Data analysis: Data was analyzed by SPSS software version 19.


The continuous coding regions of Core (269 nt-841nt) E1 (842 nt-1417nt) and E2 (1418 nt-2506nt) were amplified by PCR from infected blood by HCV (genotype 1a) and the product (2237 bp) was cloned in vector (Figure 1). The colony PCR was done to verify the insertion of target gene in vector (Figure 2). After that target gene and Ppicza digested by XhoI and NotI enzymes and ligated to have one recombinant expression vector (Figure 3). The pPICZαACoreE1E2 was linearized by Pme I and electroporated into P. pastoris strain GS115; GS115 (His−, Mut+) and different colony in different concentration of Zeocin evaluated and the most resistant colons which tolerated 800 and 1600 mic/ml chosen for huge expression phase (Figure 4). The rCoreE1E2 protein was purified from the soluble fraction by Ni-nitrilotriacetic acid (Ni-NTA) agarose (Qiagen) and the purified proteins were studied by SDS-PAGE and Westernblot (Figures 5 and 6). Core protein with 20 kDa and E1 protein with 40 kDa and E2 with 60 kDa were shown. The optimization is one of best methods to increase the output of expression in Pichia pastoris. The codon-optimized gene was designed based on the protein sequence of CoreE1E2 according to the codon bias of P. pastoris. Possibility of high protein expression level is correlated to the value of Codon Adaptation Index (CAI). A CAI of 1.0 is considered to be ideal and perfect while a CAI of >0.80 is rated as good for expression in the desired Pichia pastoris. As Figure 7 illustrates the CAI perfect result for expression system is 1.00 (Figure 7A) and our codon optimization results is 0.85 (Figure 7B).


Figure 1: Schematic vector contained core, E1 and E2 regions of HCV.


Figure 2: PCR amplification on Core-E1-E2 gene on patient with HCV genotype 1a. (1) 2237 bp gene is the product size of target gene (2) 1000 bp ladder.


Figure 3: Colony PCR on 3 different colonies to verify the presence of Core- E1-E2 cloned gene. (1, 2) do not have the gene and in (3) colony 2237 bp target gene amplified (4) Ladder 1000 bp.


Figure 4: Inserted gene Core-E1-E2 in Ppicza is shown. (1) Ladder 1000 bp. (2) inserted gene in vector Ppicza. (3) Empty vector without gene.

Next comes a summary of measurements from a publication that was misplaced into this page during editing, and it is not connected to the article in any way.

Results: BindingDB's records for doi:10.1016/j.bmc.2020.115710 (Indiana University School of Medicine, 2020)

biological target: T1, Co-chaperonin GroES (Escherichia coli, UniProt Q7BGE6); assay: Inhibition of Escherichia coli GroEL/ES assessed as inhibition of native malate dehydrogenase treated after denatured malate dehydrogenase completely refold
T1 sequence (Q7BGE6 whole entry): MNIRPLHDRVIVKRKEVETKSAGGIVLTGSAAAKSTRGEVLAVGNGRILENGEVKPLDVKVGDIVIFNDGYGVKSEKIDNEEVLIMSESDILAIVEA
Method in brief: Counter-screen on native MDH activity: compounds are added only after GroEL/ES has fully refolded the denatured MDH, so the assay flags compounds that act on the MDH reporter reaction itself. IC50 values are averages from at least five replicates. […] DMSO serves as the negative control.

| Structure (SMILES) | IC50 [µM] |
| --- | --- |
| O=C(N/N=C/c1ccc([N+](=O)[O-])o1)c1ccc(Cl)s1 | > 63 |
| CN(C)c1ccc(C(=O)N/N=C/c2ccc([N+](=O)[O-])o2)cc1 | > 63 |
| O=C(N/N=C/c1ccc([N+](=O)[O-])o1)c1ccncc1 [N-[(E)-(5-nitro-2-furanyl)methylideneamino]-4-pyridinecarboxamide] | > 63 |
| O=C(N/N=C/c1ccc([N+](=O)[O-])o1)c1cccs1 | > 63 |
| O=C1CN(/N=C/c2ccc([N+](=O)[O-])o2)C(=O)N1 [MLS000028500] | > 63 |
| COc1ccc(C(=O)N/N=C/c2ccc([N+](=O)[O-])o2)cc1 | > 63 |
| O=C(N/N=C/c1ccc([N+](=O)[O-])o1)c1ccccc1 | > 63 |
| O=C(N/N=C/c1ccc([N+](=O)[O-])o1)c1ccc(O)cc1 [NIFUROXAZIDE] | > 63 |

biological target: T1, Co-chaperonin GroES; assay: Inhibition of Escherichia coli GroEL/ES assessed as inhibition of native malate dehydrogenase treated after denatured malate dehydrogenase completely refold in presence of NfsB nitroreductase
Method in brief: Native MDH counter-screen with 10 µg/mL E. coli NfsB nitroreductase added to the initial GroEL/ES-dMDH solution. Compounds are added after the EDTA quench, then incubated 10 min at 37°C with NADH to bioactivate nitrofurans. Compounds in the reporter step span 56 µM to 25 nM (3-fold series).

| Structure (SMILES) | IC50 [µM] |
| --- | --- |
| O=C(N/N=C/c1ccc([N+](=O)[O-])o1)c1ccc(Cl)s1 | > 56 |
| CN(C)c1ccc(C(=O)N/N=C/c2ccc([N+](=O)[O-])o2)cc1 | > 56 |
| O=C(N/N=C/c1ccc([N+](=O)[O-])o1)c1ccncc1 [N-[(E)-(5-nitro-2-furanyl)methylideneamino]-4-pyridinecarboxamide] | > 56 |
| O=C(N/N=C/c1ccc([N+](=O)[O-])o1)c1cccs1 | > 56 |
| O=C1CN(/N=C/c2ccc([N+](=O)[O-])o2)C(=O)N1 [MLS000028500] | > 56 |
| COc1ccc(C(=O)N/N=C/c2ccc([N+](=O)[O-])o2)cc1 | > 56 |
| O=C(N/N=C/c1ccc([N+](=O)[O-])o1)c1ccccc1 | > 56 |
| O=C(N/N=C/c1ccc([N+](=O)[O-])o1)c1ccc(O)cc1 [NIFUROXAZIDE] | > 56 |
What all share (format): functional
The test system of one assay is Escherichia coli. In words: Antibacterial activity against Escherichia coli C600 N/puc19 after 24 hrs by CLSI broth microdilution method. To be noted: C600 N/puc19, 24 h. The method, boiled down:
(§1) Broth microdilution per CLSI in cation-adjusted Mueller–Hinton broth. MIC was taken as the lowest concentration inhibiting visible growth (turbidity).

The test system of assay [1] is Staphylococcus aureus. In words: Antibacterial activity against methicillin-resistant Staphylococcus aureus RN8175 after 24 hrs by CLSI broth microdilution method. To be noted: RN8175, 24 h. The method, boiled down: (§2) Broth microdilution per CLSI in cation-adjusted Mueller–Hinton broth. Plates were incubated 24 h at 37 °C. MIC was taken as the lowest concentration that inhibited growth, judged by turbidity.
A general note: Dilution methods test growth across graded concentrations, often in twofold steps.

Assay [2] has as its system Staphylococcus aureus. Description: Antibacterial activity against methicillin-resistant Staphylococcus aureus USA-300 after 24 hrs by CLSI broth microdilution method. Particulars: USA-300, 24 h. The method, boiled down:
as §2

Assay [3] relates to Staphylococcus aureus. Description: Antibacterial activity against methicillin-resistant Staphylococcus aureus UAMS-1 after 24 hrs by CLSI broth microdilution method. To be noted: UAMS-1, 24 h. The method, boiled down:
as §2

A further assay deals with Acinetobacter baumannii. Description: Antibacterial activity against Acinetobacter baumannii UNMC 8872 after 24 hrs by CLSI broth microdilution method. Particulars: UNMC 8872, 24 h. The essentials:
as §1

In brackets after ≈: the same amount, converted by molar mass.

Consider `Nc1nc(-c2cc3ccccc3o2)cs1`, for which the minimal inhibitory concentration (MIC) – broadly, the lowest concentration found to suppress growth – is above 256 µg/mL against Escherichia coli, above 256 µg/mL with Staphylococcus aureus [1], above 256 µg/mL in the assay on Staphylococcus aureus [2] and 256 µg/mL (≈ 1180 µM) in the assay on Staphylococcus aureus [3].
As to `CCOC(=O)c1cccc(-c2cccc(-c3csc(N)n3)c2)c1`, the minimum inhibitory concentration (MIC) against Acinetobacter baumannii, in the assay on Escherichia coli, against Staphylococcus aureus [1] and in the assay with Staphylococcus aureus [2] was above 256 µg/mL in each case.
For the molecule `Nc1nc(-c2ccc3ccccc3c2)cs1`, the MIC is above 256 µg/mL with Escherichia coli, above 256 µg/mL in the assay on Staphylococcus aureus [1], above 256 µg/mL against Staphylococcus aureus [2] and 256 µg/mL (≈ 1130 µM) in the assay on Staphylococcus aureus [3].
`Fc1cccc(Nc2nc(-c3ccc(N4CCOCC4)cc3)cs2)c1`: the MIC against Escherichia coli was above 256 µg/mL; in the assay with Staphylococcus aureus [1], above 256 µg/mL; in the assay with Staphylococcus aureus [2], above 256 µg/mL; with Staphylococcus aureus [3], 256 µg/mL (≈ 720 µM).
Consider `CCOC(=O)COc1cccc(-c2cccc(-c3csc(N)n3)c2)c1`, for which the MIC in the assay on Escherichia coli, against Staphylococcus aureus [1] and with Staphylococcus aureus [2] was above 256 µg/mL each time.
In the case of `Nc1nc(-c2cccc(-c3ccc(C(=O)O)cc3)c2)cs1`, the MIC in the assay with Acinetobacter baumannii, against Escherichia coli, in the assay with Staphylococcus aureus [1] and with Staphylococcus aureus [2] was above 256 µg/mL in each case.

Figure 5: Culture of colony on medium plate containing Zeocin™ with 800 mic/ml and 1600 mic/ml concentrations. Highly resistant colony shown and selected for expression.


Figure 6: Silver staining of purified recombinant protein. (1) Molecular weight Ladder (2) Core (20 kDa), E1 (40 kDa), E2 (60 kDa) proteins.


Figure 7: The distribution of codon usage frequency along the length of Core-E1-E2 to be expressed in Pichia pastoris. CAI of 1.0 is considered to be perfect in the desired expression organism (A) and our gene’s CAI = 0.85 is regarded as very good (B) in terms of high gene expression level.

The ideal percentage range of GC content is between 30 to 70%. Any peaks outside of this range will adversely affect transcriptional and translational efficiency. In Figure 8 the average of GC content before optimization detected 40.49 (Figure 8A) but after optimization it became 45.20 (Figure 8B) and both were shown as GC curves. Figure 9 reported the percentage distribution of Codon Frequency Distribution (CFD) in computed codon quality groups. The value of 100 is set for the codon with the highest usage frequency for a given amino acid in Pichia pastoris (Figure 9A). Codons with values lower than 30 are likely to hamper the expression efficiency and as it shows after codon optimization the value of Frequency of Optimal Codons (FOP) in our gene is acceptable (Figure 9B) and all cordon’s distribution are upper than 50%. Interestingly, 60 percent of Codon Frequency Distribution is 91-100%, 5 percent is 81-90%, 8 percent is 71-80%, 6 percent is 61- 70%, 14 percent is 51-60% and 3 percent is 41-50% and no distribution lower than 40% was detected. As in Figure 10 is clearly shown, the thickness of bands in optimized sample comparing with not-optimizes sample, shows that most codons are expressed better in Pichia pastoris. To determine that the mRNA of recombinant vector are expressed, total RNA was extracted from recombinant clones by the total RNA extraction and the presence of target mRNA in Pichia was detected by RT-PCR and Real-time PCR to detect Core-E1-E2 and housekeeping genes (Figure 11). After 30 cycles the housekeeping genes and Core- E1-E2 gene were detected and analyzed by software. To digest and delete carbohydrate residues from recombinant Core-E1-E2, PNGase F was used to remove unnecessary N-glycan bands (Figure 12). As it is clear, before digestion the presence of smear in lane 1 is present but after digestion in lane 2 and also in positive control all bands are sharp and Core with 20 kDa and E1 with 40 kDa and E2 with 60 kDa is illustrated. Electron microscopy is one of reliable tests to ensure us that virus like particle is present in our supernatant. As in Figure 13 reported, the EM negative staining image shows the particles with 70 nm size in our sample. Immunofluorescence test by using monoclonal Antibodies against Core-E1-E2 was used to show the expression and being of recombinant protein in Pichia pastoris cells. In Figure 14, two images of positive expression recombinant proteins and normal cell without expression are illustrated. For evaluation of efficiency of HCV rCoreE1E2 particles against patient sera, we coated them in ELISA wells and the sera of some patients were evaluated with international QuickTiter™ HCV Core Antigen ELISA Kit (Catalog Numbers VPK- 151) and homemade kit (Figure 15). From those patients, 8 samples were shown and interestingly in case number 4,5,6,7 the result of our kit is better than standard kit. The comparison between tests was carried on 3 times and after analysis by SPSS software the P value<0.001 was reported.